More likely voters have an unfavorable than favorable impression of Attorney General Merrick Garland, a new Rasmussen Reports survey found.
Also, more than twice as many respondents said Garland is doing a worse job than most previous attorneys general, Rasmussen Reports said Monday.
The survey asked 1,000 likely voters, "Do you have a very favorable, somewhat favorable, somewhat unfavorable or very unfavorable impression of Merrick Garland?"
A total of 39% view Garland unfavorably, including 29% who have a very unfavorable impression of the attorney general. Thirty percent said they had a favorable impression of the former judge — with 14% saying they had a very favorable view — and 32% said they weren't sure.
Less than half (48%) of Democrats have a favorable impression of Garland, who got a similar response from only 16% of Republicans and 21% of voters unaffiliated with one of the two major parties.
When asked, "Is [Garland] doing a better job or worse job than most previous attorneys general? Or is his performance about the same?" only 20% of respondents said he was doing a better job than most previous attorneys general.
A total of 42% said Garland is doing a worse job than most of his predecessors, with 23% saying Garland's performance is about the same as most previous attorneys, and 14% were not sure.
A total of 60% of Republicans and 47% of unaffiliated voters think Garland is doing a worse job than most of his predecessors. Only 23% of Democrats share that view.
Garland has been in the news a lot since being sworn to head President Joe Biden's Justice Department in March.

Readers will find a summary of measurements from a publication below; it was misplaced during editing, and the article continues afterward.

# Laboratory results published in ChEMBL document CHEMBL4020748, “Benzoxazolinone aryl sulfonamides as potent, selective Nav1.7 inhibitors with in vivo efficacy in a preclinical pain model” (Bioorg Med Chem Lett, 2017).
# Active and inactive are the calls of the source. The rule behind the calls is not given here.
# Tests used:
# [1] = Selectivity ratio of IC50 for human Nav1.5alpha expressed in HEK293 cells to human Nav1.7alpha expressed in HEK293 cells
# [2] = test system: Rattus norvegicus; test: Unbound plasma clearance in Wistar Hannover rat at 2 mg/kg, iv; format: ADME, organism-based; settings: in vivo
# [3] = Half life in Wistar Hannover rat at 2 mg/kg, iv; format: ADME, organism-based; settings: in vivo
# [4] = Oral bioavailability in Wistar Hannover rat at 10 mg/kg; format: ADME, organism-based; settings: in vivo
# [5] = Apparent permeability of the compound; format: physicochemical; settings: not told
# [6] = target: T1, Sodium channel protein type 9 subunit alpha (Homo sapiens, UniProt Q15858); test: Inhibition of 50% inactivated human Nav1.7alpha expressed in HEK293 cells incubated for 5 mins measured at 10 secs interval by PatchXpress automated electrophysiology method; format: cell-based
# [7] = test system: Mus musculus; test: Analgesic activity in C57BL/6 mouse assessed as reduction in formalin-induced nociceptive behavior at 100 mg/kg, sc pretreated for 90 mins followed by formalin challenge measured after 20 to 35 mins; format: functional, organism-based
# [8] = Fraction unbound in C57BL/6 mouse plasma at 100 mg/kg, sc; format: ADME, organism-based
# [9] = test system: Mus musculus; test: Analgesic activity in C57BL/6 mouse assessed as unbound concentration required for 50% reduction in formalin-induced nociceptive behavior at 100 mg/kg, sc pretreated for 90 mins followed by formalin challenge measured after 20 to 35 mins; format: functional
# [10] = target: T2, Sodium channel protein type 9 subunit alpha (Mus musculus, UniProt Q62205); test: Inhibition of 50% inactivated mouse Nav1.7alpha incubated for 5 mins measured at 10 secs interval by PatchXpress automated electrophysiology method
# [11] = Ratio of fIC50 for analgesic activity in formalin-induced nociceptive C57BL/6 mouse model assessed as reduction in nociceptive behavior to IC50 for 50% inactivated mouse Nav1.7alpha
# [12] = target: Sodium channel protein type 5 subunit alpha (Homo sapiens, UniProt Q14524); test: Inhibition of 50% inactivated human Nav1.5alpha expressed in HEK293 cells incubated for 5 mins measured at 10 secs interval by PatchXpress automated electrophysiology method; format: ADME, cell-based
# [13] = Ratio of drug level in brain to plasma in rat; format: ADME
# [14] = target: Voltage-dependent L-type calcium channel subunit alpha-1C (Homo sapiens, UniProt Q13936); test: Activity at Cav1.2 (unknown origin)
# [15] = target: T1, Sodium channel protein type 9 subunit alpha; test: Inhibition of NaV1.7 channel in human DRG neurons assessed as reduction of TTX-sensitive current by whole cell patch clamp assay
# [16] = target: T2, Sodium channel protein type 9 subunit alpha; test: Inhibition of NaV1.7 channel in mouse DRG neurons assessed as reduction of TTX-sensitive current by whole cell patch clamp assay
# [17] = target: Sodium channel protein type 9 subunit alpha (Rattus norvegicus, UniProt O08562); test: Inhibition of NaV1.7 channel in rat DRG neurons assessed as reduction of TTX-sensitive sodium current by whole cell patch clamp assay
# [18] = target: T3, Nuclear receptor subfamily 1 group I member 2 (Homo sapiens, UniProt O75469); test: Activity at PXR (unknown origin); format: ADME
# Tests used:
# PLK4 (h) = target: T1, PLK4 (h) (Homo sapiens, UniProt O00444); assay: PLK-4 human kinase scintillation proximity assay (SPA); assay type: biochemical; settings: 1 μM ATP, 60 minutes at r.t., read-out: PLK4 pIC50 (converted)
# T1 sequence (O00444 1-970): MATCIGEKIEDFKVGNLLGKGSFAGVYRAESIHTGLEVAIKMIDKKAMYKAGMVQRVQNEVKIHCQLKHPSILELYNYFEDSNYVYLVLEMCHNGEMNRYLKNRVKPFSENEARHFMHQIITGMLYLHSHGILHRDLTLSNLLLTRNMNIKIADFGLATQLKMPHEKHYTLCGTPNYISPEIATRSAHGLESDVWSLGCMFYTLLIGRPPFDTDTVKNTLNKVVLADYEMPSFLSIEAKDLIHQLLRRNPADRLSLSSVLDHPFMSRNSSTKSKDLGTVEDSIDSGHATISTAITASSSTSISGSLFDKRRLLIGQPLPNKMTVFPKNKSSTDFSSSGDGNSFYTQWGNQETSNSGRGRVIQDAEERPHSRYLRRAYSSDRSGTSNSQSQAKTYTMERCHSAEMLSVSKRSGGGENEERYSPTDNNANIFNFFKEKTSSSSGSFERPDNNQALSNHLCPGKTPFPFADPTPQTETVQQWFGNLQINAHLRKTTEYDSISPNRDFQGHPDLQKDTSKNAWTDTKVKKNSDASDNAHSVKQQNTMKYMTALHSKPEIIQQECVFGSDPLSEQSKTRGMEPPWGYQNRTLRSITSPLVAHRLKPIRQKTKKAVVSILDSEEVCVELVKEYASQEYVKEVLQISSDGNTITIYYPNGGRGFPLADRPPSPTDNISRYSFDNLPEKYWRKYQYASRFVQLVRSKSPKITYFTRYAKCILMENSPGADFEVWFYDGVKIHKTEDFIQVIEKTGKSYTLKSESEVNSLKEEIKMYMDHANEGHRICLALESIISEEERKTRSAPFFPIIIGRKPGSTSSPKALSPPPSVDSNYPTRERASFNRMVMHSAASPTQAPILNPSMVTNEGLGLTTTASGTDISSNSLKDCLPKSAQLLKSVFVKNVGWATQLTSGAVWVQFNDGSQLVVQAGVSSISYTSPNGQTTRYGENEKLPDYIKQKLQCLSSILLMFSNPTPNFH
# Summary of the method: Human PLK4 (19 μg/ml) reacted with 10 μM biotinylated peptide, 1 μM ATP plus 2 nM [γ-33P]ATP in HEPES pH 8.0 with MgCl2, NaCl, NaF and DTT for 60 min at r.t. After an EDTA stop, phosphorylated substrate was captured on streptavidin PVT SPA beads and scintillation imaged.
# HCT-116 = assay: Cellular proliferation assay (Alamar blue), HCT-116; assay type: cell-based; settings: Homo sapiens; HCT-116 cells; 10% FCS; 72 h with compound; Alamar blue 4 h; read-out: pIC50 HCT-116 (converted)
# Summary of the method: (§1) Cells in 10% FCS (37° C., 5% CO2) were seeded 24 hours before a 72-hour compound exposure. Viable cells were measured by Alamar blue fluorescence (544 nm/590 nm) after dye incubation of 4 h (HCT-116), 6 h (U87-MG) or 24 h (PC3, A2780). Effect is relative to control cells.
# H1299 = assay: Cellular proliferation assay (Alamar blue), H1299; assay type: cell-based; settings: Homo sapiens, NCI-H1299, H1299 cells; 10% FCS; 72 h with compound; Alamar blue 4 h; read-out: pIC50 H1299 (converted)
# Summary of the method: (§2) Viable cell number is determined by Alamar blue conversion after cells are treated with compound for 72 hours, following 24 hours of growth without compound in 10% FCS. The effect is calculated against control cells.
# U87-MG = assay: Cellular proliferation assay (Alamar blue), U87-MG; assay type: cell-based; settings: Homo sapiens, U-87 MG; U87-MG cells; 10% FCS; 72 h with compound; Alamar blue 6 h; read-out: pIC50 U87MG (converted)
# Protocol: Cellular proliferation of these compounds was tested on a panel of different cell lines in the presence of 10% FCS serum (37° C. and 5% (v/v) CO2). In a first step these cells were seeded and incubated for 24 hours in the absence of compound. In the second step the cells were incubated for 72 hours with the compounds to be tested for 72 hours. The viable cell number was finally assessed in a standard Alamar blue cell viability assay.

He has gone before Congress to defend DOJ’s probe of the Jan. 6 events, which included the storming of the Capitol building by people protesting the presidential election results.
Garland also has been accused of having a conflict of interest surrounding critical race theory in schools.
His son-in-law, Alexander '"Xan'" Tanner, is the co-founder and president of Panorama Education, a Boston analytical software and services company that sells datamining products that include equity and inclusion surveys to schools.
The attorney general sent a memo earlier this month directing DOJ and the FBI to investigate parents "threatening" school board meetings over critical race theory.
Garland's favorability numbers are worse than Transportation Secretary Pete Buttigieg (37%) and lower than former President Donald Trump's first attorney general, Jeff Sessions, in 2017.
The Rasmussen Reports survey was conducted on Oct. 21 and 24, and the margin of sampling error is +/- 3 percentage points with a 95% level of confidence.
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